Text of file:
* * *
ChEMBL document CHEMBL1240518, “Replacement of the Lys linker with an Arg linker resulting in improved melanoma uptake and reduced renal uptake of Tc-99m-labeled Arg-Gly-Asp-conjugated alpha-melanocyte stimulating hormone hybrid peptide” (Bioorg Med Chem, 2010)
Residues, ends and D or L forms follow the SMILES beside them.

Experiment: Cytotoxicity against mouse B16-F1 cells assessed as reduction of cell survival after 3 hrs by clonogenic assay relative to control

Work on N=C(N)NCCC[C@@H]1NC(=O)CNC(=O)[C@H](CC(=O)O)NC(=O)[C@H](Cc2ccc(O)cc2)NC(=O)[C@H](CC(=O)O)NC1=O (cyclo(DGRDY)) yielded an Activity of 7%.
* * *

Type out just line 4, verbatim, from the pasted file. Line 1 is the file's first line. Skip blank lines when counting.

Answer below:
Work on N=C(N)NCCC[C@@H]1NC(=O)CNC(=O)[C@H](CC(=O)O)NC(=O)[C@H](Cc2ccc(O)cc2)NC(=O)[C@H](CC(=O)O)NC1=O (cyclo(DGRDY)) yielded an Activity of 7%.